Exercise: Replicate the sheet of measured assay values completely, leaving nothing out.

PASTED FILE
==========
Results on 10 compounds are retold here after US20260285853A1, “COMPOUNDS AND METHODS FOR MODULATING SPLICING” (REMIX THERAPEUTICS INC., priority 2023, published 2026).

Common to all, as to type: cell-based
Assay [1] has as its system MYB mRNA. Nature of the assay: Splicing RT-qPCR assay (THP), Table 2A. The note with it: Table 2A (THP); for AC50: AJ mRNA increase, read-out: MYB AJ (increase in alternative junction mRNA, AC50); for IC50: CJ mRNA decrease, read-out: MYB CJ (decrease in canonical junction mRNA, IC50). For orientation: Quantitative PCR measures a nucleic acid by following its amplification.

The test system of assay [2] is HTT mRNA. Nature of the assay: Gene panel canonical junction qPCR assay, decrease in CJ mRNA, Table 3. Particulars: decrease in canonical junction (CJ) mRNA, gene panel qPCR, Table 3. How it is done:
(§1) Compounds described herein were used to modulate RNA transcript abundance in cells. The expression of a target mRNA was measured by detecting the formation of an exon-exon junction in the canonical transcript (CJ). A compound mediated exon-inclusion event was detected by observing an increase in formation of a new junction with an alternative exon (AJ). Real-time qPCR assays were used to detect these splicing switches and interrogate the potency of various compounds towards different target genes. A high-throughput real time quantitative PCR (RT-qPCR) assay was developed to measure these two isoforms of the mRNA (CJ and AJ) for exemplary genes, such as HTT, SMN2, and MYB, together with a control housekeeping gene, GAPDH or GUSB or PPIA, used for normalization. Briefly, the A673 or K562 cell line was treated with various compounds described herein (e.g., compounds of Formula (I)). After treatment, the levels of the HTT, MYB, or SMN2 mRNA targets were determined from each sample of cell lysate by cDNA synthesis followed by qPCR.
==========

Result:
Results on 10 compounds are retold here after US20260285853A1, “COMPOUNDS AND METHODS FOR MODULATING SPLICING” (REMIX THERAPEUTICS INC., priority 2023, published 2026).

Common to all, as to type: cell-based
Assay [1] has as its system MYB mRNA. Nature of the assay: Splicing RT-qPCR assay (THP), Table 2A. The note with it: Table 2A (THP); for AC50: AJ mRNA increase, read-out: MYB AJ (increase in alternative junction mRNA, AC50); for IC50: CJ mRNA decrease, read-out: MYB CJ (decrease in canonical junction mRNA, IC50). For orientation: Quantitative PCR measures a nucleic acid by following its amplification.

The test system of assay [2] is HTT mRNA. Nature of the assay: Gene panel canonical junction qPCR assay, decrease in CJ mRNA, Table 3. Particulars: decrease in canonical junction (CJ) mRNA, gene panel qPCR, Table 3. How it is done:
(§1) Compounds described herein were used to modulate RNA transcript abundance in cells. The expression of a target mRNA was measured by detecting the formation of an exon-exon junction in the canonical transcript (CJ). A compound mediated exon-inclusion event was detected by observing an increase in formation of a new junction with an alternative exon (AJ). Real-time qPCR assays were used to detect these splicing switches and interrogate the potency of various compounds towards different target genes. A high-throughput real time quantitative PCR (RT-qPCR) assay was developed to measure these two isoforms of the mRNA (CJ and AJ) for exemplary genes, such as HTT, SMN2, and MYB, together with a control housekeeping gene, GAPDH or GUSB or PPIA, used for normalization. Briefly, the A673 or K562 cell line was treated with various compounds described herein (e.g., compounds of Formula (I)). After treatment, the levels of the HTT, MYB, or SMN2 mRNA targets were determined from each sample of cell lysate by cDNA synthesis followed by qPCR.